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Steppin’ Up and Steppin’ Out
By Mae G. Banner

Phyllis Latin Dance Company
Spa Little Theater, Nov. 9

Phyllis Latin has been training ballet and Broadway-style dancers for nearly 40 years in Saratoga Springs, mostly out of the limelight. She doesn’t do an annual Nutcracker (a good thing, too, because we already have nine of them this year), but she has sent her students on to regional ballet troupes and international touring companies of shows like Cats.

In other words, Latin knows what mainstream audiences like, and she delivers. Last Saturday at the Spa Little Theater in Saratoga Springs, Latin presented her newly formed company in a concert of two ballets and two tap suites, all of which the 15 dancers will perform next month in Moscow, where they’ve been invited to join a group of Russian dancers onstage.

To flesh out her young company of apprentice-level dancers, Latin hired Emiko Miyamoto and Cesar Ortiz, both on loan from the Joffrey Ballet, and Julie Pingel, who joined the troupe last summer. Also, she’s hired Maxim Gerasimov, a tall and winning dancer on loan from the Moscow Classical Ballet Company.

These four pros were at their best in Canzonetta, a delicate tidbit to a violin-cello duet performed onstage by Lamar and Ruth Alsop. The Alsops—he is the former concertmaster of the New York City Ballet Orchestra and she is a NYCB cellist—played vibrantly, giving depth to this brief vignette of crossings and meetings. Canzonetta, choreographed by the dancers themselves, was an effortless conversation between the two couples and the musicians that left me wishing for more.

Latin choreographed Partners, the opening ballet, to show off what three couples could do. Set to bland new-age music by Jim Chappell, the dance was a series of gymnastic tricks and poses that might have served for an ice-skating program. The women—Miyamoto with Ortiz, Pingel with Gerasimov, and sweet-faced Rachel Rodriguez with Ian Morris—jumped up and draped themselves over the men’s shoulders. A man somersaulted over a woman, then held her high overhead in a horizontal position.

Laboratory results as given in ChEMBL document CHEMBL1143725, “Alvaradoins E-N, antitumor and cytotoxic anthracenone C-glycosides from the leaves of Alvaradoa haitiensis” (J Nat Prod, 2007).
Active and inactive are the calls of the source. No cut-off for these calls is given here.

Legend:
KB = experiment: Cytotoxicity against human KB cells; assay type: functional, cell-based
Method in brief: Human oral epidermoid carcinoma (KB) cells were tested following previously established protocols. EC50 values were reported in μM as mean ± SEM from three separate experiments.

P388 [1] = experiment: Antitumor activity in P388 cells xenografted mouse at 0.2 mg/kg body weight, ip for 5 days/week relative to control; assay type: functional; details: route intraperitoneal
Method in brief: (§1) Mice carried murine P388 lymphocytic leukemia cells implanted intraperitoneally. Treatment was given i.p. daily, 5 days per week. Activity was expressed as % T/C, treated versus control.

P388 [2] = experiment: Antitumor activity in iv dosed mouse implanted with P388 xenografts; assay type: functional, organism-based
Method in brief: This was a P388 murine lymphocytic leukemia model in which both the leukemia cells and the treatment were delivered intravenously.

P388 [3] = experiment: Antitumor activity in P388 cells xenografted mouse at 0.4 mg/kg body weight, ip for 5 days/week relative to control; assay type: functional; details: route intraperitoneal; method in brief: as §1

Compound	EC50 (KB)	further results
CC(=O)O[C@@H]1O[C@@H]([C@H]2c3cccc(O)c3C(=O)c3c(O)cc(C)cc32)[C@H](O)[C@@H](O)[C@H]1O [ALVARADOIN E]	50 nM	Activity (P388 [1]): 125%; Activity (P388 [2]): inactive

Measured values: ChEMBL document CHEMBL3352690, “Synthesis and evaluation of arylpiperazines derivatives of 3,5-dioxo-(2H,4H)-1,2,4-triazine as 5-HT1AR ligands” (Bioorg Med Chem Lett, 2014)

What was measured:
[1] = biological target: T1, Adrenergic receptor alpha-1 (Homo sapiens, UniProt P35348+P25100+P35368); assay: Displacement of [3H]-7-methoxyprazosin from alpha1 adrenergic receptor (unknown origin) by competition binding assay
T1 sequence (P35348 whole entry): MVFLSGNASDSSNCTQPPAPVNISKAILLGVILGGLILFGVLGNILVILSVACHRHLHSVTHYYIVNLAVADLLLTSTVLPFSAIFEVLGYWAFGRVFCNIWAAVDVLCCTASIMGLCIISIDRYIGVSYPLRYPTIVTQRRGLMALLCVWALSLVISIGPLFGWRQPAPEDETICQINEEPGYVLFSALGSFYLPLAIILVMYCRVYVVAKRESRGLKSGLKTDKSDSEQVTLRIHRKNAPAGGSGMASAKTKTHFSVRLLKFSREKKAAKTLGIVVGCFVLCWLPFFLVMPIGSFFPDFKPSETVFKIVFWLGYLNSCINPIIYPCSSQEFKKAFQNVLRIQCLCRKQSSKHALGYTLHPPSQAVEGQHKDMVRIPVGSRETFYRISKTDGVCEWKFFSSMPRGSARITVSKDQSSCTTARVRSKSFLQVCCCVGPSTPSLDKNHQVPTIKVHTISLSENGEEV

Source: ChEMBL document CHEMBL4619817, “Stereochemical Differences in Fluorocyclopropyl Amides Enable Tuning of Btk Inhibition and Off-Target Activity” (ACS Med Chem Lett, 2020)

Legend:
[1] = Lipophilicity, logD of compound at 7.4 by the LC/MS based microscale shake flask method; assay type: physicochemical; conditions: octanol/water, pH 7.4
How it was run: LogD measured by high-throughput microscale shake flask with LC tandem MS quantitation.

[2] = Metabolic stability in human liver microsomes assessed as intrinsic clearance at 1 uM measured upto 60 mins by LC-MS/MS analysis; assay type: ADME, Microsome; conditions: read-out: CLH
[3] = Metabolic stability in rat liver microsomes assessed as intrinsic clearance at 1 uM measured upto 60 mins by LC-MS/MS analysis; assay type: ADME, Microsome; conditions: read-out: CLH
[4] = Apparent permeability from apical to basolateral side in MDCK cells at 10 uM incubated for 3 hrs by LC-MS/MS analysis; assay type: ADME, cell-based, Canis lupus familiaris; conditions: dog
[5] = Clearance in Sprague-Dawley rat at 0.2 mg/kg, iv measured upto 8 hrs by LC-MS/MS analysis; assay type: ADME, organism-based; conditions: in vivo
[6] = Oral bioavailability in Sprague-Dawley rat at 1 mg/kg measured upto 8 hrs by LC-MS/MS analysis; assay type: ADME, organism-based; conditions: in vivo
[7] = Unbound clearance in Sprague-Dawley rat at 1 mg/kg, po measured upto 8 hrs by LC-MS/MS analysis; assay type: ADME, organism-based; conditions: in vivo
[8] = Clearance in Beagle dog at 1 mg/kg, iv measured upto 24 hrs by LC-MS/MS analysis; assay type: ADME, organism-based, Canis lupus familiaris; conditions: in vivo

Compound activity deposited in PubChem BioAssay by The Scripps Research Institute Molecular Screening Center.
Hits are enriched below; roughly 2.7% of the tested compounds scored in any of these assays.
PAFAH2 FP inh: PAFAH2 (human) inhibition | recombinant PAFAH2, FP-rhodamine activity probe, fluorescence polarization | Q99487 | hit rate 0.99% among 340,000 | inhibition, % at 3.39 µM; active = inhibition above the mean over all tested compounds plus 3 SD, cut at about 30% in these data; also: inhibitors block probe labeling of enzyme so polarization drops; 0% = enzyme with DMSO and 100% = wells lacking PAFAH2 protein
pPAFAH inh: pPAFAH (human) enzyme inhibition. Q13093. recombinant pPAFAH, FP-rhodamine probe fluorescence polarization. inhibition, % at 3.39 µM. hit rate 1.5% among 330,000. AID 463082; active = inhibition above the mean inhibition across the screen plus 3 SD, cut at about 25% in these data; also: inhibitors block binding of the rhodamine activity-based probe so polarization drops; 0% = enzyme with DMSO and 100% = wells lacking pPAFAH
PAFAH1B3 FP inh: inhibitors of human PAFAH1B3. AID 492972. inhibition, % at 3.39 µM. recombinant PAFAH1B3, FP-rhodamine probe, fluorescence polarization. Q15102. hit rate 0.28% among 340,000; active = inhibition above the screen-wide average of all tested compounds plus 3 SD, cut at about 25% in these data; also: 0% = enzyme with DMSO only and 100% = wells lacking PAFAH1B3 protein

We saw odd-angled and risky lifts, fast spins, men swinging women out like lassos at a rodeo, all neatly done by well-rehearsed dancers who were up for anything the choreographer handed them.

Gerasimov was captivating. He has a genuine smile and a true musicality. He uses his arms dynamically to define phrases, making even mundane choreography tell a story.

Tap took over the midsection of the evening. Company member and teacher Lesa Hayward choreographed Happy Feet, a suite of spangly dances to Broadway show tunes. She made good use of the stage space, setting up a chorus line that swung into a circle and then into a V shape. Nice segues between dances led the tappers from Fosse-influenced high kicks and finger snaps to fast and loose hiphop numbers.

Hayward and curly-haired Shaila Bora were featured in an ensemble of 11 dancers, all with big smiles and precise technique. The finale, One, from A Chorus Line, was high-octane razzle with all-American energy, glitter, and youthful appeal.

The printed program didn’t name a choreographer for Hey Benny, set to fine jazz classics by Benny Goodman, but the moves included some of Latin’s favorites: somersaults, splits and swingouts.

A couple of sections performed in black light sported tricky patterns of white-gloved hands and white-shod feet. A jitterbug section in sequined flapper dresses had tight dancing by couples, Savoy Ballroom aerials, and so many fun moves that you had to like it.

Big bubbles floated up from a 6-foot-high cardboard champagne glass for the finale, Sing, Sing, Sing. By now, the costumes were wall-to-wall glitz: gold, red, blue, green, silver and copper sequins and fringe. Still, the dancers’ wholesome exuberance managed to shine through all the trappings.

Morris showed his stuff with some well-placed jumps and spins, and Bora won the audience with a flirty, effervescent smile that never quit.

All the dancers—apprentices and professionals—were confident and vivacious. Such fine stage presence and technical skill means they are ready for the next level. Latin has a sure hand for the tried-and-true. Now that she’s got this good-looking company together, I’d like to see her take a few more choreographic chances.

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